Marquan McCall NFL Draft Profile
It has been said that luck happens when preparation meets opportunity. Marquan McCall‘s performance at the East-West Shrine Bowl proves that axiom true. It was apparent that he was absolutely prepared to take full advantage of the opportunity to play in front of NFL Scouts in Las Vegas. And as a result, he is getting a lot of attention and his draft stock is on the way up.
McCall’s preparation for this opportunity included dropping 40 pounds before the 2021 season. He dropped the weight quickly, which shows discipline and commitment. Often there is a trade-off between weight loss and strength. This doesn’t seem to be the case with McCall. Early in the 2021 season, he was getting All-Conference hyper and in the Citrus Bowl, McCall bullied Iowa’s projected first-round center Tyler Linderbaum all game long.
McCall also had to overcome an ankle injury that kept him out of several big games in the middle of the season. He missed playing in a nationally televised game against the eventual national champion Georgia Bulldogs and also missed the game against Tennessee, a divisional and historic rival. The Wildcats went 1-3 while he was out. Those were the only games the Wildcats lost all season. The injury made the Shrine Bowl all the more important for McCall.
In his college career, McCall played in 40 career games with 11 starts. He totaled 57 tackles, 10.0 tackles for loss, three quarterback hurries, two forced fumbles, one fumble recovery, and one pass breakup.
It is fitting that the venue for the bowl game in Las Vegas, a town built on a very different definition of luck. Going by that definition, luck has nothing to do with McCall’s success in the desert.
Top Three Player Traits
McCall’s teammates know him as Bully. And that nickname isn’t like when you call the big biker Tiny. It’s just an accurate representation of what McCall does to offensive linemen. The bullying starts with his explosive first step. When he wins, he then uses his formidable upper body strength to bull rush the center into the backfield.
His advantage physically is twofold. One, he is just stronger than most opponents. Two, his motor is constantly rev’d up. He simply won’t be out hustled on the field. That certainly made him stand out. He hustled from whistle to whistle regardless of the drill.
Kentucky head coach Mark Stoops said of McCall, “He’s one of those guys that brings the energy, brings the juice.” While his play caught the eye of all in attendance at the Shrine Bowl, the first thing everyone noticed was McCall’s presence.
What does that look like? What is the ‘juice’ exactly? It’s hard to define, but McCall brings it and backs it up with his play. He’s laughing, he’s jawing, he’s hyping, he’s dancing, he celebrates and he makes plays.
It is infectious and it automatically puts him in a leadership position. After a hard-fought one-on-one battle, things got heated between an edge rusher and a tackle. McCall was the first one in the middle of the scrum to break it up. After things cooled off, he was the one encouraging the edge rusher, helping him get back in the right frame of mind.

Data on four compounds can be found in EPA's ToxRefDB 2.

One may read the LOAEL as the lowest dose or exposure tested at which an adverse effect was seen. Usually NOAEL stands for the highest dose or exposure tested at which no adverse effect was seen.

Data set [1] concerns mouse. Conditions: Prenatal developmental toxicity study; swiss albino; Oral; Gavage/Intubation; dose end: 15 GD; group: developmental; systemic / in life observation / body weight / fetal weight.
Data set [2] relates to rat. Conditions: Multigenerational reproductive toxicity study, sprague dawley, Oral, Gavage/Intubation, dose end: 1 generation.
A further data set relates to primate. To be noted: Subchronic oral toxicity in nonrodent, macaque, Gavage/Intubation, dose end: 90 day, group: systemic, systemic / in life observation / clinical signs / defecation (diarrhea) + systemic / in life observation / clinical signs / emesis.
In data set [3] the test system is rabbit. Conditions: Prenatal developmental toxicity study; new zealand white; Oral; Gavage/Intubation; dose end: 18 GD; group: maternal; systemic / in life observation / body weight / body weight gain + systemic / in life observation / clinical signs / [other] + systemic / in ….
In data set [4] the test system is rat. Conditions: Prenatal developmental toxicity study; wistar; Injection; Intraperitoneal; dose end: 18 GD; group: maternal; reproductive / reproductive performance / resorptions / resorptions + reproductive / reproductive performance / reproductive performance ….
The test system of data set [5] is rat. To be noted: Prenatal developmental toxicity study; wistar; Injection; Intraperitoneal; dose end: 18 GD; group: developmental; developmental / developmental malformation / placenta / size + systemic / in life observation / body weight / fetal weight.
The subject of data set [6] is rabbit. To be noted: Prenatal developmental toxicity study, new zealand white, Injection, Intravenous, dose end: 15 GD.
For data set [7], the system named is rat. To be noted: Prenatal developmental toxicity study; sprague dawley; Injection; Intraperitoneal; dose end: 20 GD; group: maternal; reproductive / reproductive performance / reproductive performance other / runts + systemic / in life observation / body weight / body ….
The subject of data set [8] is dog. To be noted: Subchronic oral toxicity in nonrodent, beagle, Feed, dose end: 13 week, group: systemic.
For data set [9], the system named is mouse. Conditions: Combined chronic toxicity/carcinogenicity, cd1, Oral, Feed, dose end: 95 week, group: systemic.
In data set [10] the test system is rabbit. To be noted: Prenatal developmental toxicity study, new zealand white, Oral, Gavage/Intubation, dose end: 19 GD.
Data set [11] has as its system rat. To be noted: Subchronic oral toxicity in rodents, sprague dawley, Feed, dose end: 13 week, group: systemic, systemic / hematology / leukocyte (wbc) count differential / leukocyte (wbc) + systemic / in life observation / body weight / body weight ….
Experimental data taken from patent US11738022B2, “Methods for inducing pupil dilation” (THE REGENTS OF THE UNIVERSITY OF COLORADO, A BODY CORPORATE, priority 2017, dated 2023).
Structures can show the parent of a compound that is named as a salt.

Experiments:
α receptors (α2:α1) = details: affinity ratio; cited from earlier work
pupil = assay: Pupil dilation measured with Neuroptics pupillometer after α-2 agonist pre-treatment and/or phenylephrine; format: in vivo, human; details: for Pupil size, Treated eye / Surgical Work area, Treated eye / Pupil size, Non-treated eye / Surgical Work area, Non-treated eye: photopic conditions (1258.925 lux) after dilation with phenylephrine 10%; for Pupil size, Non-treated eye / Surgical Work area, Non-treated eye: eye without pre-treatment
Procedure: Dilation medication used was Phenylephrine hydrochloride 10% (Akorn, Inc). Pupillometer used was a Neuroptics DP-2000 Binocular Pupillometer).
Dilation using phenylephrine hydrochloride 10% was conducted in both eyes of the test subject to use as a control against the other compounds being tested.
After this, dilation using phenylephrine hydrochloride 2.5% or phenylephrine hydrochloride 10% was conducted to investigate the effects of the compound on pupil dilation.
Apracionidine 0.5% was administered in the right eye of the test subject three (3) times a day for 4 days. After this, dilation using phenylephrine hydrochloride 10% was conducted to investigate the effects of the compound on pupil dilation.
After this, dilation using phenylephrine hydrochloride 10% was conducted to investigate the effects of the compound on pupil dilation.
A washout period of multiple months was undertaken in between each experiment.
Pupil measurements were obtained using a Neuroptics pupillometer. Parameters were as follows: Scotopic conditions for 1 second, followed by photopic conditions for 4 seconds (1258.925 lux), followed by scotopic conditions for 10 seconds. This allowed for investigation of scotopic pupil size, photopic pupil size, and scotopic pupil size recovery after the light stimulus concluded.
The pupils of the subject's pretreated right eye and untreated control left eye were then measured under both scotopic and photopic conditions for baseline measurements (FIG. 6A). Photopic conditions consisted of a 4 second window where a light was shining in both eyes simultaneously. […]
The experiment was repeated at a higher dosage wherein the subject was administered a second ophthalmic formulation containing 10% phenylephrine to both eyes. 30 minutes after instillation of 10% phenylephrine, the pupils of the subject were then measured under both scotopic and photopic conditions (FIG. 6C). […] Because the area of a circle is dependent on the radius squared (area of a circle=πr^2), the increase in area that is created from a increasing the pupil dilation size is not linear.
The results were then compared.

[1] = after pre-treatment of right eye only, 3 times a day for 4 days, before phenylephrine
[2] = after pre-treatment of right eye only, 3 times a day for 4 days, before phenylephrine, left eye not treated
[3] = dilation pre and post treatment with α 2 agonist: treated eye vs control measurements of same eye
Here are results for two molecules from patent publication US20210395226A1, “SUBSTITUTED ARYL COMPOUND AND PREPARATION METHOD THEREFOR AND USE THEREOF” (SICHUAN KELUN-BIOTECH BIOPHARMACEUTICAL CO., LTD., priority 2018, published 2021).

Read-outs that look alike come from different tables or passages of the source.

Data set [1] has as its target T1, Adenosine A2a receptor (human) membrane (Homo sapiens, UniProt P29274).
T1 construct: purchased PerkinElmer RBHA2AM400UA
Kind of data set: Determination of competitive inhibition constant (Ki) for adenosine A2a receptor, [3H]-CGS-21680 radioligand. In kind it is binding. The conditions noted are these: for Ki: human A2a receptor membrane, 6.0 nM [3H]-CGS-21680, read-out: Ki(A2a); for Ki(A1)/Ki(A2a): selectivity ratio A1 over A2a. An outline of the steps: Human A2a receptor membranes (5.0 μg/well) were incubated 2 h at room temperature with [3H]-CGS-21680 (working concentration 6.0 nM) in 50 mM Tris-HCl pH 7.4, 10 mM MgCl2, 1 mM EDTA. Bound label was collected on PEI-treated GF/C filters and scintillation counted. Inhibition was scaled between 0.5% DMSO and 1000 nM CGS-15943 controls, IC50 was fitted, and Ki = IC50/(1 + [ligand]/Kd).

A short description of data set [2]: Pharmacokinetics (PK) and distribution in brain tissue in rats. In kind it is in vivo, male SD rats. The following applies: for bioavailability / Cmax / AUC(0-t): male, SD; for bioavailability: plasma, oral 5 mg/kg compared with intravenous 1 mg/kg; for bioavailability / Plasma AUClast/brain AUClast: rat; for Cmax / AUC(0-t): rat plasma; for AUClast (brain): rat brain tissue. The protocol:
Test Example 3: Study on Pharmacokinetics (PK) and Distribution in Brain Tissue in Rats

It certainly isn’t something quantifiable, but teams need players like McCall. They call them glue-guys, hype men, temperature setters. The rest of the quote from Coach Stoops sums it up well, “Players like seeing him, they’re more confident with him on the field. So, he means a lot to our group.”
Simply put, this is what McCall does. He clogs the A-gaps and stops the run. As a dominant force at the nose tackle, he will take care of business on his own upfront. This makes him ideal for a Fangio/Staley style of defense that is sweeping the league.
He is a sure tackler and his ability to penetrate puts him in the right place to create tackles for loss. His physicality would allow him to play well in a gap and a half system. This will also open up opportunities for others in the interior pass rush.
Three Traits to Improve On
McCall would benefit from adding some bend in his game. While it isn’t as important as with edge rushers, it would help him as a pass rusher. It would give him some more versatility to play wider techniques. McCall is a fantastic nose guard but has the potential to play the one and two technique as well. But in order to do that he will have to improve his ability to rotate and to get around blockers.
McCall generates his bull rush with his legs and his core strength. It was effective for him in college, but in the NFL he will need to learn to use his hands to control the blocker off the snap. Improving his punch timing will allow him to get under his blockers pad and give him leverage to impose his will
McCall’s strength and lack of arm length make him a natural chest-to-chest defender. What this means is the blocker is harder for him to shake. Improving his punch and flexibility will aid in getting separation from blockers. He has some impressive hand skills when it comes to disengaging, but refinement is needed. That will help him become more consistent in all areas of the game.
Overall, McCall is a solid day three prospect that could be a consistent role player. He’s not a difference-maker but could be a strong backup in the right situation.